ACKNOWLEGEMENT Louis A. Dee died of intestinal cancer March 20, 2008 in Las Cruces, NM. He was joy to work with and was respected by all who knew him. He was an outstanding, innovative, primarily analytical chemist. His chemical efforts were 37 years at the Air Force Rocket Propulsion Laboratory, Edwards AFB and 8 years at the NASA, White Sands Facility. A major part of Lous analytical chemistry research involved creating and correcting analytical analyses provided in Military Standards for fuels, oxidizers, gases, and lubricants determining their suitability for use by our Military Forces. An outgrowth of his rocket fuel analyses was to measure minute amounts of such materials in air for determining environmental safety near propellant tanks and operational equipment. Work described in this presentation was accomplished in 1995 just before Lou moved to New Mexico to work at the NASA, White Sands Facility. REFERENCES: 1. 2. Phase Stabilized Ammonium Nitrate and Method of Making Same, WO 1994017015 19940804. Ammonium Nitrate: A Promising Rocket Propellant Oxidizer, Journal of Hazardous Materials, V 67, p. 253-281, June 1999. Handbook of Chemistry and Physics, 64th Edition, 1983-1984. http://zhurnal.ape.relarn.zu/articles/2007/159.pdf (Russian) The Heat Capacity of Ammonium Nitrate from 15 to 315 K,: C. C. Stephenson, D. R. Benta, and D. A. Stevenson, J. Chem. Phys., V 77, p. 2161-2164, 1955. Classical and Quantum Mechanical Studies of Crystalline Ammonium Nitrate, Dan C. Sorescu and Donald L. Thompson, J. Phys. Chem. A, V 105, p. 720-733, 2001.

3. 4. 5.

6.

Distribution A: Approved for public release/distribution unlimited.

PHASE STABILIZATION OF AMMONIUM NITRATE

Claude Merrill and Louis A. Dee

Air Force Research Laboratory Edwards AFB, California


Distribution A: Approved for public release/distribution unlimited.

AN Usage Inhibited by Poor Physical Traits


AN volume change near 32 C, +3.7%, phase IV to III
III to IV cycling crystal fragmentation causes propellant grain growth Phase III eliminated by scrupulous drying Process propellant at relative humidity <30 % Rapid caking provides short shelf life after grinding
Distribution A: Approved for public release/distribution unlimited.

AN PHASES vs. TEMPERATURE (WET)


Phase I Temp., C 125 to 169 State cubic Vol. Chg,1, % +2.3 E, kcal/m -

II
III IV V

84 to 125
32 to 84 -17 to 32 -17 to -273

tetragonal
-rhombic -rhombic tetragonal

-1.7
+3.7 +2.8 0.01

0.98
0.33 0.40 0.13

1 Journal of Hazardous Materials, V67, p.253-281, June 1999.

Distribution A: Approved for public release/distribution unlimited.

AN PHASES vs. TEMPERATURE (DRY)


Phases
I II IV V

Temp., C
125 to 160 52 to 125 -17 to 32 -17 to -273

State
cubic tetragonal -rhombic tetragonal

Vol. Chg,1, E, % kcal/m 2.3 2.0 2.8 0.66 0.40 0.13

1 Journal of Hazardous Materials, V67, p.253-281, June 1999.


Distribution A: Approved for public release/distribution unlimited.

AN CRYSTAL TRAITS

Caking behavior indicates that AN moves - Internal voids should be self healing (AN abhors a void) Most mobile ions are at surface Phase changes should start at crystal surfaces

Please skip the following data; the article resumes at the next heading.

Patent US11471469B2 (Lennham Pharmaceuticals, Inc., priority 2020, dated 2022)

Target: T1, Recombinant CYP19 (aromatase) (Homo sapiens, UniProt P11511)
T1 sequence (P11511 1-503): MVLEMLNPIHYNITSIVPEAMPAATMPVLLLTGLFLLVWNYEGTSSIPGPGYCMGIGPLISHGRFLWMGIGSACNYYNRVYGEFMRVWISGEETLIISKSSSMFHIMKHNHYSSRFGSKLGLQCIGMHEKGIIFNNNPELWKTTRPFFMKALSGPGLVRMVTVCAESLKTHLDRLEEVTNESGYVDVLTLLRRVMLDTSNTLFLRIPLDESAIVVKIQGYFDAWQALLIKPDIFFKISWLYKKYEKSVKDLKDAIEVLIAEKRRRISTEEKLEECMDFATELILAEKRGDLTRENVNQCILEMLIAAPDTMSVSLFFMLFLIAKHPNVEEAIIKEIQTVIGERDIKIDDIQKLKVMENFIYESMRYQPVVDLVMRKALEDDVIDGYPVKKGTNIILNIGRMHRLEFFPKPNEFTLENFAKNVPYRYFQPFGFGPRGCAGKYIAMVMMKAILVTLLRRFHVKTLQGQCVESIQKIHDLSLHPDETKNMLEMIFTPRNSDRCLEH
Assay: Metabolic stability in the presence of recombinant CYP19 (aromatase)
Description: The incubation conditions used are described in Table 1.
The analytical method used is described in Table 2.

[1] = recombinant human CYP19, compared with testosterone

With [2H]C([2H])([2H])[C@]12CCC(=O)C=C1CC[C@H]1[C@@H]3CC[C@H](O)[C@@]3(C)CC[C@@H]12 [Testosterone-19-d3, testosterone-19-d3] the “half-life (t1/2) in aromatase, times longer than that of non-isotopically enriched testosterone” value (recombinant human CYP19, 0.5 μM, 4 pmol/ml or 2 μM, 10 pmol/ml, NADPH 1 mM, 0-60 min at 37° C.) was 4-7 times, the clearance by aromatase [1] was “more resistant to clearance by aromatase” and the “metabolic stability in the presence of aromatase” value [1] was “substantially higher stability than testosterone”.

Distribution A: Approved for public release/distribution unlimited.

AN CRYSTAL IONIC COATING

AN lattice energy is about 178 kcal/mole

Phase change enthalpys are less than 1.0 kcal/mole

Ionic coating on AN crystal surface might provide lattice energy greater than phase change enthalpys

Distribution A: Approved for public release/distribution unlimited.

AN IONIC COATING QUESTIONS

Can ionic coating on AN crystal inhibit phase changes

Can ionic coating coverage be complete?

Can ionic coating be immobilized?

Can moisture sensitivity be reduced?


Distribution A: Approved for public release/distribution unlimited.

DESIRED COATING MATERIAL FOR AN


Organic amine more basic than NH3 and/or lower vapor pressure
Melting points increase and water solubility decreases for series of amine salt compounds, e.g., NH4NO3, CH3NH3NO3, (CH3)2NH2NO3, (CH3)3NHNO3 - Tertiary amine salt will minimize water absorption Diamine material with about equal group basicity could give ionic coating that will not shift over time
Distribution A: Approved for public release/distribution unlimited.

SELECTED AN COATING MATERIAL

N,N,N,N-tetramethyl-1,6-hexane diamine

(CH3)2NCH2CH2CH2CH2CH2N(CH3)2

Tertiary amine, difunctional, ~ equal basicity, low vapor pressure, could cover every available surface site

Distribution A: Approved for public release/distribution unlimited.

AN COATING PROCESS

Thoroughly dry AN
Grind AN to desired particle size Expose AN to excess tetramethyl hexane diamine vapor - 1st trial at ~20 C, 2nd trial at 53 C Remove NH3 and excess tetramethyl hexane diamine

Distribution A: Approved for public release/distribution unlimited.

COATED AN TRAITS
Room Temperature Coated

AN and Room Temperature Coated AN Thermogram Comparison. Upper Curve is for AN That Gained 1.03% by Weight When Treated with Tetramethyl Hexane Diamine. Lower Curve is for Untreated AN.
Distribution A: Approved for public release/distribution unlimited.

COATED AN TRAITS

53 C Coating

DSC Scan of 53 C Tetramethyl Hexane Diamine Coated AN at 10 C per Minute. Almost No Indications of Phase Transitions Are Present. Small Depression at 67 C May Be Due to Slight AN Phase IV Contamination.

Distribution A: Approved for public release/distribution unlimited.

EXTERNAL COATED AN SUMMARY


Coating of AN particles with tetramethyl hexane diamine seemed to solve propellant formulation problems - No phase changes at normal temperatures - No caking

- Unaffected by 50% relative humidity


Has not been put into solid propellant
Distribution A: Approved for public release/distribution unlimited.